• The extended address for any ports on which you plan to use OSI NSAP or other extended addressing.

  • The modulo number (8 or 128) used for packet sequencing

  • The type of logical channels that you will use and their numbers. (See “Logical Channels” in Chapter 1 and Figure 7-3.) Include PVCs if you plan to use them.

  • The default maximum size of packets and windows on local and remote DTEs, and the maximum size of the network service data unit (NSDU). (See Figure 7-4.)

  • Settings for packet-level timers, counters, and delays. (See Figure 7-5, Figure 7-6, and Figure 7-7.)

  • Throughput class boundaries. (See Figure 7-8.)

  • The types of negotiation that are supported: packet size, window size, and throughput class

  • If you belong to a closed user group (CUG), the conventions that are followed. (See Figure 7-9.)

  • The optional facilities to which you subscribe. (See Figure 7-10.)

  • Conventions for handling international calls, priority requests, addresses in outgoing calls, and diagnostic packets. (See Figure 7-11.)

  • Conventions for handling D-bits. (See Figure 7-12.)

You might need to reset one or several of the link-level parameters listed below to operate on the network to which you subscribe:

Additional Information for IP Connections

If you plan to configure IP on any connections (see “IP Network Connections” in Chapter 1), plan to supply this information during the configuration procedure (also see Figure 5-1):

  • For each network to which the SX.25 host is connecting, a local Internet address for the SX.25 host, the subnetwork mask of the network, the version of X.25 run on the network, and the addressing scheme that the network uses (CCITT or DDN)

  • Whether to allow broadcast packets

  • The high-water mark for data concatenation (if higher than 576 octets)

  • Maximum idle and minimum connection time for virtual circuits

  • Mode of operation, CCITT or DDN

  • How to handle reset and expedited data requests

  • PVC channel ranges, if you plan to use PVCs

  • Listen information for applications using the connection

If you plan to create an IP/IXE map, which allows users to designate hosts by their name rather than by their address, you need to supply this information:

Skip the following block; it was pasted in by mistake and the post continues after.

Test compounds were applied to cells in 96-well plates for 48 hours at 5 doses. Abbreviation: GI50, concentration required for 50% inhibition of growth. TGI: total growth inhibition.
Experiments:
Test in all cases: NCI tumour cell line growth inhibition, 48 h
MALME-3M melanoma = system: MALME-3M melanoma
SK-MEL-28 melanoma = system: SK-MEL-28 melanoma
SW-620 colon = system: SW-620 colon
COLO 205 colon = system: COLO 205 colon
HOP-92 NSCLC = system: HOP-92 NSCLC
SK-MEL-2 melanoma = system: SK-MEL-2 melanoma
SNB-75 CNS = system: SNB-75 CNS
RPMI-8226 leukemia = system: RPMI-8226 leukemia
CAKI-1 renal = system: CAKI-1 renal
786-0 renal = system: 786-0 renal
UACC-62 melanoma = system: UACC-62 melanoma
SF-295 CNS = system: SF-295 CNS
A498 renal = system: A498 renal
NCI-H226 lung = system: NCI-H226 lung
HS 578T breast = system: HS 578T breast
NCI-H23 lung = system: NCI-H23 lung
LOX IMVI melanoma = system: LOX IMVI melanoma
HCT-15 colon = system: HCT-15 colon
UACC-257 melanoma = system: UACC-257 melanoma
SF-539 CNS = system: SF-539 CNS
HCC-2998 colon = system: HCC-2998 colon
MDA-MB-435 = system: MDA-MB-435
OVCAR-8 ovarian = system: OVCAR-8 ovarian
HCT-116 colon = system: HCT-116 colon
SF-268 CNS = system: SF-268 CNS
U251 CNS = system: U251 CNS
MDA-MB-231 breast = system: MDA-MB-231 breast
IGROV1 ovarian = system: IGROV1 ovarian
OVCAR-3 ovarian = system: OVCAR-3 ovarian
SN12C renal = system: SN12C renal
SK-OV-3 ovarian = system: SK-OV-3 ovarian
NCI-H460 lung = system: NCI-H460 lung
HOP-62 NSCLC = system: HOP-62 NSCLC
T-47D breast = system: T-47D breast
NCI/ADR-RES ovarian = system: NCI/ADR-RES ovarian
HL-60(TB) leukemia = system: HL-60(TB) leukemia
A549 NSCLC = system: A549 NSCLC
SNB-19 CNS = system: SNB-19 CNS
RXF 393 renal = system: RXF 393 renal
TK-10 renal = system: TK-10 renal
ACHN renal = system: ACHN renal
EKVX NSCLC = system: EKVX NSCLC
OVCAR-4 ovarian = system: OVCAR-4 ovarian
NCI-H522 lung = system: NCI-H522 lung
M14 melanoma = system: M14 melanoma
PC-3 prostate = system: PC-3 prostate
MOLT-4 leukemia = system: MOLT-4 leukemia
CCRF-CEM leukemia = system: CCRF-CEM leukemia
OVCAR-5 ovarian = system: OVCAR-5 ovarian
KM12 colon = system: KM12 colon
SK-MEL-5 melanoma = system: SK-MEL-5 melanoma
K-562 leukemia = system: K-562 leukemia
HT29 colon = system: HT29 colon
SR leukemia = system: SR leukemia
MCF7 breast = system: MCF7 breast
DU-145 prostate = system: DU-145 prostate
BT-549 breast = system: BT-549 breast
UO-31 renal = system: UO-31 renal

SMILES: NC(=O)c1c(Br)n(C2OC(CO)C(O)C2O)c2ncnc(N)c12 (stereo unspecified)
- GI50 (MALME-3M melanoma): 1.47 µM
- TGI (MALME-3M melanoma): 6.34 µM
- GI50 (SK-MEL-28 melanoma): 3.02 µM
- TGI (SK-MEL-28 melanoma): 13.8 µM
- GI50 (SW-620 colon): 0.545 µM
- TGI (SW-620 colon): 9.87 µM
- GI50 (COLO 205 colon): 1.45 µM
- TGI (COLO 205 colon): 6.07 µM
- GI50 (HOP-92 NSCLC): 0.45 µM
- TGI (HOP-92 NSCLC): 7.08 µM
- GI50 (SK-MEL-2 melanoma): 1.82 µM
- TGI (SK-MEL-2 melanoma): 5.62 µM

• The address or name of the IP hosts to which the SX.25 host will connect. If you plan to use a hostname, it must be listed in SX.25 hosts file (/etc/hosts).

  • The maximum packet and window size to be used in connections

Additional Information for PAD and PADD Connections

If you plan to use the PAD map (see “PAD and PADD Connections” in Chapter 1), plan to supply this information:

  • The name of the X.25 hosts to which local users will connect and any aliases by which these hosts are known (see Figure 5-6 and Figure 5-9)

  • The address of the X.25 hosts to which users will connect for PAD sessions. For WAN connections, the address is an X.121 address; for LAN connections, it is an LSAP address. Address information must include an extension for any host that is using extended addressing.

  • The X.29 version used on the remote host and any call user data (CUD) that is required in a connection request

  • The incoming and outgoing packet and window sizes on the remote host, whether it uses fast select, and whether it accepts reverse call charges (see Figure 5-7)

  • The closed user group (CUG) number and whether the CUG is bilateral or multilateral. If calls are routed by means of a recognized private operating agency (RPOA), the RPOA numbers (Figure 5-8).

If you plan to offer PADD services (see “PAD and PADD Connections” in Chapter 1), plan to supply this information:

  • Any CDU that is required in incoming calls

  • The addresses of hosts from which calls will be accepted

  • Whether CDU and address data must match exactly or in part

  • Whether the addresses are X.25 DTE (WAN connections) or X.25 NSAP (LAN connections)